Some aspects of Costa Rican culture and traditions:
You may have the chance on your trip to attend a parade or a village party and see its inevitable giants dancing! The masks they wear are full of stories and legends. You will be able to recognize the rich White landowner and his wife, la Cegua (beautiful blonde woman with a horse's head), el Cadejos (black dog with bloodshot eyes), los duendes (sort of trolls or farfadets, inhabitants of the woods), the witch and many others!
Singer of calypso, he was born in Panama, but spent his whole life in Cahuita on the Caribbean coast of Costa Rica. His lyrics, a combination of humor and drama, talk about the locals’ life and only have the accompaniment of his guitar. Recognized for a long time in Costa Rica, it’s only at the age of 83, following the strong pressure of a recording studio, that he released his first disc, Babylon. Success is total, at home and abroad
As true Latinos, Ticos love to dance! Costa Rica has a great musical diversity at the crossroads of Afro-Caribbean and Latin cultures. The most popular music and dances are merengue, salsa, cumbia, bolero and the « swing criollo » (jumping dance of the San José neighborhoods).
In addition to these daily dances, there are traditional feast days dances, such as the Punto Guanacasteco (national dance where heels slam and colorful satin skirts twirl), the dance of the Yegüita or of the "little mare" (traditional religious dance that combines the Chorotegas and Catholic traditions), the "Danza de los Diablitos" (Boruca dance that stages the conflict between the natives and the Spanish colonists), and many others!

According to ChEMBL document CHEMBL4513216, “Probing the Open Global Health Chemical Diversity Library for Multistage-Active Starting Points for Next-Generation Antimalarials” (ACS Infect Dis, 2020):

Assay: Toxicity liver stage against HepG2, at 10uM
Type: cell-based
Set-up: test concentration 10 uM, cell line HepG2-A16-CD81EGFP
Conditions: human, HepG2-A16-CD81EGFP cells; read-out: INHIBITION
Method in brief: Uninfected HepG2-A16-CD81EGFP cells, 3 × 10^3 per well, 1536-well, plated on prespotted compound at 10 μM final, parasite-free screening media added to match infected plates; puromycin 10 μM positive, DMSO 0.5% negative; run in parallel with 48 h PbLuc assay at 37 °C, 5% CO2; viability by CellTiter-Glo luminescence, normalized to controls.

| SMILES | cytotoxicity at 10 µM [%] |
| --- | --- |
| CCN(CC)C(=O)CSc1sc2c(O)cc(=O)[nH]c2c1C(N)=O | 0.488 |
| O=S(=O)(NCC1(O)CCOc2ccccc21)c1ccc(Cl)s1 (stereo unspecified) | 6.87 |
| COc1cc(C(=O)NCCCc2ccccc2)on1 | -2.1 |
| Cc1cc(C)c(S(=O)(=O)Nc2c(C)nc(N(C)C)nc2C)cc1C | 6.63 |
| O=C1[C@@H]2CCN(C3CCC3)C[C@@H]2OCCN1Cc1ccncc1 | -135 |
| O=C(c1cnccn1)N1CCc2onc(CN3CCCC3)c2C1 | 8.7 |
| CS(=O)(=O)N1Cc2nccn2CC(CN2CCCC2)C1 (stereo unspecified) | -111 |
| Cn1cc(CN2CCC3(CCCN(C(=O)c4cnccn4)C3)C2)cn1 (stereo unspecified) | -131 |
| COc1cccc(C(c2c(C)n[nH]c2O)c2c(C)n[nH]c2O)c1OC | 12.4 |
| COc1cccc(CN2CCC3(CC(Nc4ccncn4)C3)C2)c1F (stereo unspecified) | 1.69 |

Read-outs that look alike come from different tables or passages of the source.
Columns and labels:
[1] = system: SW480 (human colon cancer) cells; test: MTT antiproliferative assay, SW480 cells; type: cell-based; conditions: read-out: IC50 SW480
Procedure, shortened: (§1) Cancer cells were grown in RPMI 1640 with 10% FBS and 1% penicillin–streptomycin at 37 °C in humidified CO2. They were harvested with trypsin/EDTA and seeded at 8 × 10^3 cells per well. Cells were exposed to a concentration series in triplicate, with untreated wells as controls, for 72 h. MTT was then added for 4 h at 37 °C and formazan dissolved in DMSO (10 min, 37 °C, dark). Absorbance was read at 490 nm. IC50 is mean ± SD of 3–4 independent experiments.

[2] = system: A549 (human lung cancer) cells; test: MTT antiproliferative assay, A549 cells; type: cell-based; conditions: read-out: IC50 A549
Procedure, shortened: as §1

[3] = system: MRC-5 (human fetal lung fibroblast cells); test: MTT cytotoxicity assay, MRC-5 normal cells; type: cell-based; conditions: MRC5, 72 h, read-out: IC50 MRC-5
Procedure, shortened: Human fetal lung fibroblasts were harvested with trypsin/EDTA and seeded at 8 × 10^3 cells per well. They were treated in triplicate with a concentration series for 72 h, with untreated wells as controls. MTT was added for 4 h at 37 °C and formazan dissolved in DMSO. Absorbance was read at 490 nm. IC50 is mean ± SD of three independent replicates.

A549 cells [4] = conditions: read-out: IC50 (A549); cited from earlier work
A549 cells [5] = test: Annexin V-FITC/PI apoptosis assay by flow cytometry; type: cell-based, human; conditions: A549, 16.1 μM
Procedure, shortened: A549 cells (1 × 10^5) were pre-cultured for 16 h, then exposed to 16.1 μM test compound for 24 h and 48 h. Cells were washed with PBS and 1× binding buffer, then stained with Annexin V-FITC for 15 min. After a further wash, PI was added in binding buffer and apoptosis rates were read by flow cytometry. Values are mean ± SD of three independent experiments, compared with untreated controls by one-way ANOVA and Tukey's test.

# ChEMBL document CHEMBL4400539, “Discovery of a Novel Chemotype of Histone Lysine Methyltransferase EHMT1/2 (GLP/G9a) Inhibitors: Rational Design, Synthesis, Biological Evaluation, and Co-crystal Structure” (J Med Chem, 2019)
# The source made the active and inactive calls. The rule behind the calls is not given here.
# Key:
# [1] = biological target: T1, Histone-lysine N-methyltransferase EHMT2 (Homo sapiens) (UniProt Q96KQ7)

Carlos Luis Fallas, one of Costa Rica's leading novelists, is famous for Mamita Yunai, a novel about the working conditions in the United Fruit Company, where he worked for a few years.
The huetar indian, José León Sánchez, is also a figurehead of Costa Rican literature. His first work, "Isla de los hombres solos", tells of his life in the penitentiary of San Lucas Island. He was imprisoned there 20 years after being wrongly accused of being the author of the theft of the Basilica « de Nuestra Señora de los Angeles » in Cartago.
Oxcarts and « Boyeros »
The oxcarts, sporting colorful geometric patterns, are the centerpieces of Sarchí craftsmanship. You may have the chance to see them in full size during a "desfile de los boyeros" (it is so to say a parade of the « ox masters ») or at a village party. Although today the ox cart is very little used during agricultural work, it’s the national symbol of work in Costa Rica and an essential attribute during parades!
The "Tope" (to pronounce Topay)
These are horse parades during which the riders show incredible feats in terms of training and the mounts wear their finery! These popular celebrations usually end up happily in a lively dance. Almost every village has its Topé. However those of San Jose, Palmares, Alajuela and Santa Maria de Dota are by far the most famous!